Political row as Spain mourns Iraq deaths

2nd December 2003, Comments 0 comments

2 December 2003 , MADRID - A political row blew up Tuesday as Spain held a national day of mourning for the seven secret service agents killed in Iraq.

2 December 2003

MADRID - A political row blew up Tuesday as Spain held a national day of mourning for the seven secret service agents killed in Iraq.

Prime Minister Jose Maria Aznar was accused of being "insensitive" because he returned to address Parliament hours after the state funerals.

The row took another twist when Britain's chief diplomat in Iraq claimed that the Spanish intelligence agents and the two Japanese diplomats killed on Saturday had not taken sufficient safety measures.

Spain's King Juan Carlos, Queen Sofia and Aznar led mourners at the funeral service, which was broadcast live on state television.

Ten Spaniards have died since 1,300 soldiers were sent to Iraq in August.

Hundreds of people and high-ranking officials joined the victims' families at the funerals, as prayers were said over the seven coffins draped in the Spanish national flag.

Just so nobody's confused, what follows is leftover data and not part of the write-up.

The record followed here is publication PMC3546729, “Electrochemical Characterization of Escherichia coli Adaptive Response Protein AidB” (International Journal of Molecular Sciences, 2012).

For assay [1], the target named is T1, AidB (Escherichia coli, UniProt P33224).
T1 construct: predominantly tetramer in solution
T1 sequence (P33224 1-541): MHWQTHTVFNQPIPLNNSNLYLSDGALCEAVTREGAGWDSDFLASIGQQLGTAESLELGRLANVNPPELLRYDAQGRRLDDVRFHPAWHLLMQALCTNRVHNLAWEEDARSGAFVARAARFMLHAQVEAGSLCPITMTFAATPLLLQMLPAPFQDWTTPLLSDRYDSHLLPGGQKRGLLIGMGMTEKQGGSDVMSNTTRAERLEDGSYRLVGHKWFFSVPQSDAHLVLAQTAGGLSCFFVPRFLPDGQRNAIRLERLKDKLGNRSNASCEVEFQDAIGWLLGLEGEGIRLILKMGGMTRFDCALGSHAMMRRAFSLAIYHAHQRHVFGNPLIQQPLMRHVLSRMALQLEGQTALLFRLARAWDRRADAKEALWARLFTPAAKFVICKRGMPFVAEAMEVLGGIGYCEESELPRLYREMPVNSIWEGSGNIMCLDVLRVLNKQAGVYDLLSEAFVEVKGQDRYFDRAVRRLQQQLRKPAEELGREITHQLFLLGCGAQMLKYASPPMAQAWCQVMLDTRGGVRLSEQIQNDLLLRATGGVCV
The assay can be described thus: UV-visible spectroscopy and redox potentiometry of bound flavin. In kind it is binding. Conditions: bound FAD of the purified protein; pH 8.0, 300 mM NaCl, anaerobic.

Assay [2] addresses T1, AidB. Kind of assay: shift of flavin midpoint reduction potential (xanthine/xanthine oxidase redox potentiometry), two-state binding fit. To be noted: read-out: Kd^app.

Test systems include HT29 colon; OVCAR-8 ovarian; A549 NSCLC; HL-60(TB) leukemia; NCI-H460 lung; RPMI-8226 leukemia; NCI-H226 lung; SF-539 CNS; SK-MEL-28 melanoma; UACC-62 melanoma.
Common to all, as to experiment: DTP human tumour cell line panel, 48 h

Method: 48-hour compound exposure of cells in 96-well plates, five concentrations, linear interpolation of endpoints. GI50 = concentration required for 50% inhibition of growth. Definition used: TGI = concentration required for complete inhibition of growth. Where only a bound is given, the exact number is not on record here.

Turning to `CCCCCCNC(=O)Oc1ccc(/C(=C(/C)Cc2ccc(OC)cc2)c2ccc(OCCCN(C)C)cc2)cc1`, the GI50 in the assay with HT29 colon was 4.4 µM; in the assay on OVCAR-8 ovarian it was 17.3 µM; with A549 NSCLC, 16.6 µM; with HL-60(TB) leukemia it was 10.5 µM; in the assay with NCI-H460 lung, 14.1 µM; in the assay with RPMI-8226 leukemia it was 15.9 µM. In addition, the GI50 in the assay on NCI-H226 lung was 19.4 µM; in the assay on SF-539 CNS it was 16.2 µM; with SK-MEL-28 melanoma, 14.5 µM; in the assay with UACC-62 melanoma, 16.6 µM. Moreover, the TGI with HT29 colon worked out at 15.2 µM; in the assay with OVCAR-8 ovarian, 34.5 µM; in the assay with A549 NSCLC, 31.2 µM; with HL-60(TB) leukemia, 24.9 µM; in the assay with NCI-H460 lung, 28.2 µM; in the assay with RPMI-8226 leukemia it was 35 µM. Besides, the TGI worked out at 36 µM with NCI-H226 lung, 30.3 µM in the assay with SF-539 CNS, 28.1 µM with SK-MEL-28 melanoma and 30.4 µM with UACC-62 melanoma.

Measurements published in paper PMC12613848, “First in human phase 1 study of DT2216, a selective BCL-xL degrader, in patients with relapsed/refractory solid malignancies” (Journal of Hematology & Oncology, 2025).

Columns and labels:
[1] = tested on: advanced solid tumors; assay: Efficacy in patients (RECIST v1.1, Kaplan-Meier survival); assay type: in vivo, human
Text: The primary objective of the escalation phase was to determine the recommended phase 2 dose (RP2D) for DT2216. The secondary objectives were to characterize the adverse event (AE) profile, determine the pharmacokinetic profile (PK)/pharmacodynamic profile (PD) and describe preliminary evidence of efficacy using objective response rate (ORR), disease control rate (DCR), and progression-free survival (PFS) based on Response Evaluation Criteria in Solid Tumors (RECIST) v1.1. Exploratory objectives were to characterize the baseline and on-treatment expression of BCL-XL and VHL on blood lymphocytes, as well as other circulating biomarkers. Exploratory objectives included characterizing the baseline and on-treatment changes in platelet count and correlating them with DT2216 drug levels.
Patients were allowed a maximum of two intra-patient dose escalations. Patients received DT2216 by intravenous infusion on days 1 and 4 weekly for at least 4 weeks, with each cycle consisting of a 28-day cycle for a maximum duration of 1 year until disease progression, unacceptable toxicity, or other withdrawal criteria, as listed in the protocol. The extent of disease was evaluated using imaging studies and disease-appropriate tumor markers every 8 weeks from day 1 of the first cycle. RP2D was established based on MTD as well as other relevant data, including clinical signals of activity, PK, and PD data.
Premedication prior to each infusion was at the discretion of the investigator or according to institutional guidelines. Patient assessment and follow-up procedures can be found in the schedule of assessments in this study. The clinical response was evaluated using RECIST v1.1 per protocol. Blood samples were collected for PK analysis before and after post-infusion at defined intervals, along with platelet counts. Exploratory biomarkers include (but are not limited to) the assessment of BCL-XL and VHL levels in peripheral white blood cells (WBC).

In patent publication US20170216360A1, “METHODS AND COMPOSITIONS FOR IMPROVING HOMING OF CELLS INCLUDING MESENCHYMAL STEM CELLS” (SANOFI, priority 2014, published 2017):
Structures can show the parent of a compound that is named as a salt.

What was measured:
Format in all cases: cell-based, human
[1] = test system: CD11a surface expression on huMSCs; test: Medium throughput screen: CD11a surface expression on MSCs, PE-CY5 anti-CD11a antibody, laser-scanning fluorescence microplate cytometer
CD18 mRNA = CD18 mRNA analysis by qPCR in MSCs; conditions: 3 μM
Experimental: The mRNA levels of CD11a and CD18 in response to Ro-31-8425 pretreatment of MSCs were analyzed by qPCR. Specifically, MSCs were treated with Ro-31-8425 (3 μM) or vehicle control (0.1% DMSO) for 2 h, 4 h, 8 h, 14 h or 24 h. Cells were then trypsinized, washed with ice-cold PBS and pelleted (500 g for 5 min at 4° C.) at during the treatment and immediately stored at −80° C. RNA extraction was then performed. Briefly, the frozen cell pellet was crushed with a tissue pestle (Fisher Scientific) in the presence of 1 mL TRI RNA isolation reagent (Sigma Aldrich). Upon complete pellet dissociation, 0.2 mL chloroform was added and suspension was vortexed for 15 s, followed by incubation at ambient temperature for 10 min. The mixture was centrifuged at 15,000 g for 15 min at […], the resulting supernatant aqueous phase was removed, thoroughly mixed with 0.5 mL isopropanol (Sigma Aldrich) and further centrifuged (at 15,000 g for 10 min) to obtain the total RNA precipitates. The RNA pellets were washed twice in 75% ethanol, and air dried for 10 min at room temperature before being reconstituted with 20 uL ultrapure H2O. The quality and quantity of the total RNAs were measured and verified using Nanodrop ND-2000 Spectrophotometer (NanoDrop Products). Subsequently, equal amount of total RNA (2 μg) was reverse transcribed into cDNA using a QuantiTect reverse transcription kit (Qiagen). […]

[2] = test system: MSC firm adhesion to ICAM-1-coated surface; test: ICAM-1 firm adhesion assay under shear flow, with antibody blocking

The service was held near Madrid at the headquarters of the military intelligence service, which deployed the men in Iraq.

A decision by Mr Aznar to address parliament after the ceremony sparked a fierce reaction from the opposition.

In his speech, Mr Aznar insisted Spain should remain in Iraq despite the bloodshed, but his timing was criticised by his opponents.

Meanwhile, Sir Jeremy Greenstock, Britain's leading diplomat in Iraq, told the BBC in London: "People have to be very careful. The Spaniards and the Japanese who were killed this week were not following the strictest possible protection rules."

"We dealing with a very proud and brutal country. We've accepted a big job and we are seeing it through to the end," the diplomat told the BBC.

Greenstock also referred to recent U.S. military operations against the Iraqi guerrillas which have caused casualties among civilians.

"The number of affected civilians is very low, certainly lower than the number of Iraqi civilians killed by terrorists," he said, referring to the guerrillas.

Greenstock admitted that while the security situation in Iraq was difficult, he stressed that there "is not a strategic military threat. There is no way we can be militarily defeated there."

[Copyright EFE with Expatica]

Subject: Spanish news

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